Taco Mama [3.5/5]
3.5 (70%) 2 votes


Looking for dinner on a rainy Saturday night, the hubby and I headed into Taco Mama, one of the new restaurants in the shiny Twickenham development. Neither of us had checked out the build, so it was fun to so the oh-so-urban looking Publix, complete with multi-level parking garage. Happily the parking was free and Taco Mama was just steps from the garage entrance. Less happily, a second great flood was starting and those few steps were bereft of overhangs. We threw up an umbrella and made a dash for the safety of the restaurant.

The first thing to hit me, as we entered, was the noise. The place was busy, but tables were regularly opening up so no one was going without a seat. Instead it seemed to be a combination of poor acoustics (aluminum chairs, really?) and a boisterous crowd–families with kids hopped up on adrenaline and parents sampling the expansive list of margaritas. As we stood in line at the counter, I took in the decor. Taco Mama is an Alabama created chain and Twickenham is only its third location so I was surprised by how polished and sleek the decor was.  The small dine in area was primarily populated with wood tables which were stained in a variety of colors and shellacked until shiny. The ordering counter extended into a small bar section, the whole thing made of concrete with embedded bottle caps. Three dimensional glass stars hung from the ceiling and a large painting of an avocado provided the focal point of one wall.

One of the staff members offered us paper menus while we waited in line, as some people find the menu board hard to read. Unfortunately, the lighting was so dim that the paper menus, while typed, were actually worse. Offerings included tacos, burritos, and nachos. We had our choice of fountain drinks, bottled beer or Mexican Cokes, or margaritas, including an enticing pomegranate margarita. After some deliberation, I chose “The Sizzler” taco basket (soft tortillas) with a side of honey chipotle corn which I chose in a fit of “you can’t have macaroni and cheese all the time” responsibility. (They also offer “Mexican Mac and Cheese”, which I am desperately curious about.) My husband opted for “The Judge” burrito basket with a side of guacamole.

We filled our drinks and secured a table. As I sat down, I discovered another disadvantage to the light aluminum chairs–they were ridiculously cold. I was glad I had kept my long coat on to offer a buffer. Our attempts at chatting were cut short as we immediately discovered that any attempt at conversation necessitated leaning in and yelling. Thankfully, our food came up quickly.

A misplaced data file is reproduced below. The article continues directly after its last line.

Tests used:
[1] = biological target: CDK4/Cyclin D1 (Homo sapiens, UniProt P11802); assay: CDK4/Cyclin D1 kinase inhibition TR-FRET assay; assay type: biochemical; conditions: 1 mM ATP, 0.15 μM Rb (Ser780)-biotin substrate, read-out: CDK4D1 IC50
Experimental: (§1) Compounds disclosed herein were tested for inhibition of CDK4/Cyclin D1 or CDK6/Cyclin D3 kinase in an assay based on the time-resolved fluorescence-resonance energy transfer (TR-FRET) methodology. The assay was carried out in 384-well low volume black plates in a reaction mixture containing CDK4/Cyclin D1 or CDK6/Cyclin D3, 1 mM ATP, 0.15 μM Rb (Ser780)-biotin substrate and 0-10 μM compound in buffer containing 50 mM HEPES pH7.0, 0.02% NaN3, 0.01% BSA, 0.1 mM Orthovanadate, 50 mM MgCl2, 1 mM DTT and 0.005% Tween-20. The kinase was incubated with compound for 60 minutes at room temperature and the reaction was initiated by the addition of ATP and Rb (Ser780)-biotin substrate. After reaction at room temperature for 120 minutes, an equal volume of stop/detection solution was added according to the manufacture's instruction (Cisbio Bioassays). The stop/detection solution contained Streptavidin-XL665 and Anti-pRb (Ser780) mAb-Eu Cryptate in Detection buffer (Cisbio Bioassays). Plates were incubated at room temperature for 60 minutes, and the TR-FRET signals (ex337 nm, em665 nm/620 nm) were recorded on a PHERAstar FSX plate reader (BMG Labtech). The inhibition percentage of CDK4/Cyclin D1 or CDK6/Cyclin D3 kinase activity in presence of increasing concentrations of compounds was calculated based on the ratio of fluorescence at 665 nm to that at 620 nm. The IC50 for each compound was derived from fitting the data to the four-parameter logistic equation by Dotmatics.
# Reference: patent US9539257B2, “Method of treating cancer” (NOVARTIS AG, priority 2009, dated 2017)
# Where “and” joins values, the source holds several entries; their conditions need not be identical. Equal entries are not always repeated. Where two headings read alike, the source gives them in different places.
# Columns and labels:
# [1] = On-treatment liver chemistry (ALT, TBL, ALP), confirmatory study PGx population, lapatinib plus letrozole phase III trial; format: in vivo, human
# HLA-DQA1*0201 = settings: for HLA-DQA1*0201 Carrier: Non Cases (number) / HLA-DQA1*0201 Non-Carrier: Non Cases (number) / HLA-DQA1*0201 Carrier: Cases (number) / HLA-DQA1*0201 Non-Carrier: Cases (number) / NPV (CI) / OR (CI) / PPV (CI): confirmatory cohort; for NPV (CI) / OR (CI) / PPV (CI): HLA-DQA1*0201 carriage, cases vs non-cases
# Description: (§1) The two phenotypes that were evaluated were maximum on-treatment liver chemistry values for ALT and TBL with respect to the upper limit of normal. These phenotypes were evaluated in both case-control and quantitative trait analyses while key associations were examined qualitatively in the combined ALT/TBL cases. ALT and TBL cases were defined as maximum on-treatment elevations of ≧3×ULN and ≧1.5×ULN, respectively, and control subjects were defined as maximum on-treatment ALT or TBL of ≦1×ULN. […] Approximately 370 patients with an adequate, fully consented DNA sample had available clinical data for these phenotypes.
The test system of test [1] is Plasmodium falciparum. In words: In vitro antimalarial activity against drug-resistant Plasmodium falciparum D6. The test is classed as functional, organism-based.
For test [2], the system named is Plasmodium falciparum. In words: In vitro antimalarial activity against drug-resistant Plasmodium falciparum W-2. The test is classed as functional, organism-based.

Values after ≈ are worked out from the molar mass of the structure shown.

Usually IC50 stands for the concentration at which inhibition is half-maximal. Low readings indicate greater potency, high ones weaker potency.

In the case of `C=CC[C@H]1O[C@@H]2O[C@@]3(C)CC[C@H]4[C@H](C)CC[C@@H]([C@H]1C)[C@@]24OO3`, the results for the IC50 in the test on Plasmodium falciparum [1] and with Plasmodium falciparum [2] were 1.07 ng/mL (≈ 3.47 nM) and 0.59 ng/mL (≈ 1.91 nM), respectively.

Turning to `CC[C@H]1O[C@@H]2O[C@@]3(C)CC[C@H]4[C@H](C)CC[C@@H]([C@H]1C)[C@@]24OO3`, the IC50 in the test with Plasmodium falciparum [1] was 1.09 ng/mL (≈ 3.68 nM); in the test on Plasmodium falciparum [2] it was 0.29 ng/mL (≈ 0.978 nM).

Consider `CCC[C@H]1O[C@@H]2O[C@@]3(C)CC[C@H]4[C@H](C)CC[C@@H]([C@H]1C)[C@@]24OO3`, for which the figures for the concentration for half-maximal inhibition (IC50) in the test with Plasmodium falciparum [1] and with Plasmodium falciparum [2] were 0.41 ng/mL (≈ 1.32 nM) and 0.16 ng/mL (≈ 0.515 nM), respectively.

My tacos, shown at the top of this post, were generously sized. The fillings seemed to have been added unevenly, most of the meat was to one end, most of the avocado to the other.  The steak was cut into large flat, roundish pieces, not strips like I had expected and they had some tooth to them, although they were tender enough that I could easily bite through them while eating my taco. The sweet grilled onions were also left in large pieces, and were also unevenly applied, I didn’t find them until my last bite. The lettuce added a pleasant crunch and the smashed avocado was happily fresh. The queso fresco and tomatoes mostly just added curb appeal, as they weren’t particularly noticeable in the dish. Confusingly, the red chile butter sauce seemed to be missing entirely. At first I had thought the sauce was served on the side, but no, that was salsa to go with the chips.

The chips were thin, with a slightly dusty taste and oddly chewy texture. Typically thin chips are brittle and crunchy, these had a bit more springback. The salsa was lovely, fresh and chunky with a mostly mild flavor, it had enough zip that diners who dislike “spicy” will probably scrunch up their noses. The corn was disappointing. With a name like “honey chipotle corn”, I was expecting fresh corn tossed in a sassy sauce, probably a bit thick and clingy (due to the honey) and with a bit of a punch (due to the chipotle). What I received was a small plastic container of off brand canned corn. The corn itself was oddly chewy with a flat flavor. I searched in vain for some hint of a sauce, stirring my cup and making sure to scoop up morsels from the bottom in case it had settled. Nothing.


My hubby declared his burrito “pretty good”, stating that the shredded chicken was seasoned nicely. He was happy to see that the rice and beans were well proportioned in that they didn’t overwhelm the meat. In odd contrast to my sauceless experiences, his cilantro pesto shone through. He was taken with the guacamole, which was smooth and flavorful. The green color spoke to it’s freshness and it was weighty enough to snap chips.

With a boisterous atmosphere and broad drink selection, I suspect that Taco Mama will draw devoted fans. It’s central location will give it a natural gravity for the lunch crowds in the medical district and downtown. Given my preferences, I found it overwhelmingly loud. The food seemed to fall short of the menu’s dazzling promises. The various sauces and flavors sounded fantastic but I was confused that they were so lacking in my meal. Even my husband, who could detect the sauce in his burrito felt that the flavor profile was much more mild than the menu would imply. I would be willing to return–especially if it were at off peak hours–to sample some of the other dishes and see if perhaps a cook simply skipped adding sauces to my meal.

Total for the meal: $22.87 (Includes one taco basket, one burrito basket, and two soft drinks)

Taco Mama on Urbanspoon